First, let’s do a fact-based quiz on what most people understand about our city administration, or they don’t know.

* How much has the administration spent on bike lanes since 2007?

* How much public money has been spent on relieving downtown parking including the $22 million Wilson Street Parkade next to city hall.

* Who really benefits from this Parkade?

* In the past 12 years, how much have your property taxes increased?

* Does your income cover the increasing costs that living in the city where taxes cosr more each year?

* Why is traffic congestion in the city a growing chronic problem?

* After 12 years, why does the downtown remain rife with drunks, druggies and dealers, panhandlers, the homeless on weekends after the sun goes down?

* Should the $350 million Baker Street re-development be a priority to proceed in 2024?

* Why did council approve the givea way of Guelph Hydro to Alectra Utilities?

* How much did the Guelph Municipal Holdings Inc District Energy projects cost the city?

It’s because our Green-Gripped council controls the spigot of collecting and disposing of our money and we have no recourse. Only every four years can we express our support, or not, at the polls.

These are important issues that will not be reported in full by the remnants of the Guelph media including the weekly Mercury-Tribune and the online Guelph Today Internet news source. Most of the “news” is generated by the city communications staff plus the police department and faithfully reproduced by the city news sources.

Third class media coverage of a first class city

The Guelph media’s failure to get both sides of the story and interview people who do not agree with the issue is, in my opinion, feckless journalism. And I have seen enough of it in a lifetime of newspapering.

I was amused by an editorial, nay lecture, in the Tribune that pontificated to readers that understanding the difference between “news” and “opinion.” The first element of journalism is reporting the news. Often this takes time and effort to drill down to ensure their work is complete and accurate.

Unfortunately in Guelph, that basic requirement is ignored as the media lives off the handouts from the city labeled as news. Ah! But who makes the decision?

Instead, the Mercury-Tribune city coverage is bought and paid for by us, the citizens.

For the past 12 years, the city pays the Tribune to publish “City News” prepared by city staff. One can assume that this is bought journalism. What possible other reason is there?

The “City News” pages running in every edition are not identified as advertising. This is gross misrepresentation and it will never change until we elect councillors who recognize the collusion of interest covering the city.

The city administration owns the Tribune editorial department because it receives payment to publish city prepared ads and not identify the link.

Accountability and integrity have left the building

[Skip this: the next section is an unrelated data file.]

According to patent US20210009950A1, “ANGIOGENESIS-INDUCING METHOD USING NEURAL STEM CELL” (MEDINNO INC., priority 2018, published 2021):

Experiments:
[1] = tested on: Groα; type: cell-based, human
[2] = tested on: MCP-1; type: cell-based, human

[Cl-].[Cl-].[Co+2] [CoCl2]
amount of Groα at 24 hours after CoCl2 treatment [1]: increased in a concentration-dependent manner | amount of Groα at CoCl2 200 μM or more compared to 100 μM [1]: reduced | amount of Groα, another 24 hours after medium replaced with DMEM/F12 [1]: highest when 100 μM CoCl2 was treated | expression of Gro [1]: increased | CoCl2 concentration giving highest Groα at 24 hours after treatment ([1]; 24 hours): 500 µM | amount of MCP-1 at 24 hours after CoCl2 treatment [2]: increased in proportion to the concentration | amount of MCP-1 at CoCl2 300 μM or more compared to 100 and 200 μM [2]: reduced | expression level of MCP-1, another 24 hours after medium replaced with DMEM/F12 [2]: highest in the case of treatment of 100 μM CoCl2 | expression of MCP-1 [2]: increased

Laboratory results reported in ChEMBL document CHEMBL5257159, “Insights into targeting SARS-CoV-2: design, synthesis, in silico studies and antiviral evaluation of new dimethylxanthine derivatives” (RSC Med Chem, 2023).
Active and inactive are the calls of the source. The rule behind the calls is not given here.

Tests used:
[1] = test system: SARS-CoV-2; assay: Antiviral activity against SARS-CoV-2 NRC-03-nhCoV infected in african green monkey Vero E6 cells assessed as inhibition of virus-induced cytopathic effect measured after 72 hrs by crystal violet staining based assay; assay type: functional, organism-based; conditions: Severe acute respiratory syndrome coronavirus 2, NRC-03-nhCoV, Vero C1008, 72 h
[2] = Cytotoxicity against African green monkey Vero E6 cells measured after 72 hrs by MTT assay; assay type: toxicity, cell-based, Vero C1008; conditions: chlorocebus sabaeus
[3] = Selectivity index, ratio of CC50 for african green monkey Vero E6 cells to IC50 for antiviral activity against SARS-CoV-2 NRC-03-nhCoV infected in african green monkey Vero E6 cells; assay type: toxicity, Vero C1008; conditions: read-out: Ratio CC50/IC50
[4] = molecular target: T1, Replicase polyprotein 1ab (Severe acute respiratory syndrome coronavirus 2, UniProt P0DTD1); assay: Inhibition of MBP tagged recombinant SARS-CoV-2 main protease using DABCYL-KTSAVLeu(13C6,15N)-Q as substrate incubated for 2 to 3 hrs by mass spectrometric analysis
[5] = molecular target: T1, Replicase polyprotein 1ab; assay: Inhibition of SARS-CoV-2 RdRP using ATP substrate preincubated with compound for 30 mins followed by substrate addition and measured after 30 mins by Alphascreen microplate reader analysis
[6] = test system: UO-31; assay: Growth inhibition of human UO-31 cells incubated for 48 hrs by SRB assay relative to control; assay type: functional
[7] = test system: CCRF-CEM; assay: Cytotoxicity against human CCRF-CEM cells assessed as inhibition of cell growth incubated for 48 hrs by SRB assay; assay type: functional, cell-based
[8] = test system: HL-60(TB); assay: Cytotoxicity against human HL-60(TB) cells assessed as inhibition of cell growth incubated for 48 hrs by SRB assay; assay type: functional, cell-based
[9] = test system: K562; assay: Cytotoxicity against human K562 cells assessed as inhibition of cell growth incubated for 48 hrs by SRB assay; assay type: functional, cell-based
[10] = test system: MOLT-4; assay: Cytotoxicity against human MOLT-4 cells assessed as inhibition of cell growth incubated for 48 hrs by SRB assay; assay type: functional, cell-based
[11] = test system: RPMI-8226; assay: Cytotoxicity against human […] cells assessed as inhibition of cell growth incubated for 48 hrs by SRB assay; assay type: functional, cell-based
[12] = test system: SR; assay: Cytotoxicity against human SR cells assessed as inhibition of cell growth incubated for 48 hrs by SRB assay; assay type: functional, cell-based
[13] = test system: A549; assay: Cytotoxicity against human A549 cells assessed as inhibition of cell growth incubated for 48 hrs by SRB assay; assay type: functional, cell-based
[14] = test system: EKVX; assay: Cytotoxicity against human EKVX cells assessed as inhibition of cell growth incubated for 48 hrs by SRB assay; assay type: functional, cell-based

I am a reporter who tries to fill the gaps in the city’s sterilized reports after reading them. By questioning statements by officials based on years of experience, employing logic, having doubt, and unsupported data. As a citizen, concern about the sloppy, slanted reports that the media accepts as news is demeaning to the stakeholders.

Over the years, successive city administrations have practiced denying the public’s participation and interest. Today, there is little trust between those in charge of a $500 million corporation and the people who actually own it.

A few years ago, the city attempted to portray itself through a document called “Open Guelph.” It opens up with a discussion on Accountability and Transparency.

They even hired a manager to run the program.

One of the statements was “Closed meeting Protocol”

Here is what it says:

“The Closed Meeting Protocol was adopted by council to provide best practices for council and committees to follow when confidential information in a closed meeting. This protocol is in addition to the closed meeting provisions of the Municipal Act and outlined practices which go beyond the Act’s requirement to ensure that city business is conducted in the most open and transparent manner possible.”

So, who decides what information is confidential? The Mayor? City Solicitor? City Clerk? The CAO? Or any councillor sensing political fallout?

This protocol is been abused by successive administrations for many years.

Here are some Examples: Since 2015, the Guthrie administration conducted 84 closed meetings in his first two years in office. Mayor Guthrie stated that the content of closed meeting should be briefed following the meeting and available to the public. That never happened.

The cloak of confidentiality shrouded open discussion about the Guelph Municipal Holdings Inc multi-millions waste of public funds. The Strategic Options Committee conducted closed meetings Isn’t “sudden”leading to the disposing of Guelph Hydro.

My personal favourite is the sudden departure in March of the city’s top public servant, Derrick Thomson. Described as a “parting of the ways,” it left the public wondering why and was there no successor arranged?

This indicates there were closed meetings prior to his departure, leaving everyone wondering who pulled the plug. It makes me wonder why Thomson was jettisoned from the staff when he was earning $335,000 a year plus an $11,000 taxable benefit, had a one year extension of his contract.

Well, that’s so much for Open Guelph and accountability.

The cost of replacing Mr. Thomson will easily exceed $100,000 when factoring in the headhunter’s fees, advertising and the additional funding approved to the three DCAO’s who are carrying out his responsibilities until July.

The spigot of power is in full operation.